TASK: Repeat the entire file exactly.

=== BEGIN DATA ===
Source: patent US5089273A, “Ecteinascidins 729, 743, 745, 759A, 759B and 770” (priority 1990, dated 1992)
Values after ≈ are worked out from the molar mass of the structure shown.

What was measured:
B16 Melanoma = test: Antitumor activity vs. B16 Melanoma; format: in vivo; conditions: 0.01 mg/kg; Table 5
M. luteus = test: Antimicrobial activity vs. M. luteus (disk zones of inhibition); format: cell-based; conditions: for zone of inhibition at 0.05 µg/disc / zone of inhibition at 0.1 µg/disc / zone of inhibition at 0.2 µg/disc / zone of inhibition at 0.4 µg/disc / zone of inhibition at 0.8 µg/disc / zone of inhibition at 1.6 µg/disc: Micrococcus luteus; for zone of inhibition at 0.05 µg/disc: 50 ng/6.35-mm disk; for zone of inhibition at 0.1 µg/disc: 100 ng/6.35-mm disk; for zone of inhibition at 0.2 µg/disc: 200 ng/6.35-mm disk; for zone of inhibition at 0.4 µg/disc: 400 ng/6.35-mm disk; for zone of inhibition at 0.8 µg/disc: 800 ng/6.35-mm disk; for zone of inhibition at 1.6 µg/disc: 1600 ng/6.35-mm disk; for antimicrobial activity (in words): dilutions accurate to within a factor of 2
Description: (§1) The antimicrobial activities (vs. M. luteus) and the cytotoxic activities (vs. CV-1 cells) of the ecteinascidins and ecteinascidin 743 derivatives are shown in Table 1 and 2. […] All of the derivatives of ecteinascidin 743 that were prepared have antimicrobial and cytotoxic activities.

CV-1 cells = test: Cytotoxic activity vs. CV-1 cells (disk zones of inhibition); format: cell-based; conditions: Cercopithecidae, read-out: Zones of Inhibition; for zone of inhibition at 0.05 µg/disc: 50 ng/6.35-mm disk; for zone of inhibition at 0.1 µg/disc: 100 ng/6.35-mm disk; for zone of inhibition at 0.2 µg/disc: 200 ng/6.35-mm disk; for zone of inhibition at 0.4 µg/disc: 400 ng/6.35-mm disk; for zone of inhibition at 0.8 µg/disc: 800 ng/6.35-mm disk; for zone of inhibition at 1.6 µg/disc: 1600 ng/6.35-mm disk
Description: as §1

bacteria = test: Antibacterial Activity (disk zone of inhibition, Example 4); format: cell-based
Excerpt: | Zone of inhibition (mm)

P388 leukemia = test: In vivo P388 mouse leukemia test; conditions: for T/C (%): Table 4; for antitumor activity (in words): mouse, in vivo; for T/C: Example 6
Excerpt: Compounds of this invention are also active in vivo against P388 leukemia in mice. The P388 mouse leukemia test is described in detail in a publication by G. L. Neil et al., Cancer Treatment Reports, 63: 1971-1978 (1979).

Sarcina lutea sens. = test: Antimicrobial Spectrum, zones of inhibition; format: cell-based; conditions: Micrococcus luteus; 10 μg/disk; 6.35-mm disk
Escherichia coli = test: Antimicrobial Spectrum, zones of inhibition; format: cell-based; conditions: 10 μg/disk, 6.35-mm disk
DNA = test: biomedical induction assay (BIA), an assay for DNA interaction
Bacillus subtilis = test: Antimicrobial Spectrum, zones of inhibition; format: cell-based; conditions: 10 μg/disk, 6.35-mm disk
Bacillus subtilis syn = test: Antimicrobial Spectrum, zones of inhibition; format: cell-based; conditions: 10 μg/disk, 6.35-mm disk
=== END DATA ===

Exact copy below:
Source: patent US5089273A, “Ecteinascidins 729, 743, 745, 759A, 759B and 770” (priority 1990, dated 1992)
Values after ≈ are worked out from the molar mass of the structure shown.

What was measured:
B16 Melanoma = test: Antitumor activity vs. B16 Melanoma; format: in vivo; conditions: 0.01 mg/kg; Table 5
M. luteus = test: Antimicrobial activity vs. M. luteus (disk zones of inhibition); format: cell-based; conditions: for zone of inhibition at 0.05 µg/disc / zone of inhibition at 0.1 µg/disc / zone of inhibition at 0.2 µg/disc / zone of inhibition at 0.4 µg/disc / zone of inhibition at 0.8 µg/disc / zone of inhibition at 1.6 µg/disc: Micrococcus luteus; for zone of inhibition at 0.05 µg/disc: 50 ng/6.35-mm disk; for zone of inhibition at 0.1 µg/disc: 100 ng/6.35-mm disk; for zone of inhibition at 0.2 µg/disc: 200 ng/6.35-mm disk; for zone of inhibition at 0.4 µg/disc: 400 ng/6.35-mm disk; for zone of inhibition at 0.8 µg/disc: 800 ng/6.35-mm disk; for zone of inhibition at 1.6 µg/disc: 1600 ng/6.35-mm disk; for antimicrobial activity (in words): dilutions accurate to within a factor of 2
Description: (§1) The antimicrobial activities (vs. M. luteus) and the cytotoxic activities (vs. CV-1 cells) of the ecteinascidins and ecteinascidin 743 derivatives are shown in Table 1 and 2. […] All of the derivatives of ecteinascidin 743 that were prepared have antimicrobial and cytotoxic activities.

CV-1 cells = test: Cytotoxic activity vs. CV-1 cells (disk zones of inhibition); format: cell-based; conditions: Cercopithecidae, read-out: Zones of Inhibition; for zone of inhibition at 0.05 µg/disc: 50 ng/6.35-mm disk; for zone of inhibition at 0.1 µg/disc: 100 ng/6.35-mm disk; for zone of inhibition at 0.2 µg/disc: 200 ng/6.35-mm disk; for zone of inhibition at 0.4 µg/disc: 400 ng/6.35-mm disk; for zone of inhibition at 0.8 µg/disc: 800 ng/6.35-mm disk; for zone of inhibition at 1.6 µg/disc: 1600 ng/6.35-mm disk
Description: as §1

bacteria = test: Antibacterial Activity (disk zone of inhibition, Example 4); format: cell-based
Excerpt: | Zone of inhibition (mm)

P388 leukemia = test: In vivo P388 mouse leukemia test; conditions: for T/C (%): Table 4; for antitumor activity (in words): mouse, in vivo; for T/C: Example 6
Excerpt: Compounds of this invention are also active in vivo against P388 leukemia in mice. The P388 mouse leukemia test is described in detail in a publication by G. L. Neil et al., Cancer Treatment Reports, 63: 1971-1978 (1979).

Sarcina lutea sens. = test: Antimicrobial Spectrum, zones of inhibition; format: cell-based; conditions: Micrococcus luteus; 10 μg/disk; 6.35-mm disk
Escherichia coli = test: Antimicrobial Spectrum, zones of inhibition; format: cell-based; conditions: 10 μg/disk, 6.35-mm disk
DNA = test: biomedical induction assay (BIA), an assay for DNA interaction
Bacillus subtilis = test: Antimicrobial Spectrum, zones of inhibition; format: cell-based; conditions: 10 μg/disk, 6.35-mm disk
Bacillus subtilis syn = test: Antimicrobial Spectrum, zones of inhibition; format: cell-based; conditions: 10 μg/disk, 6.35-mm disk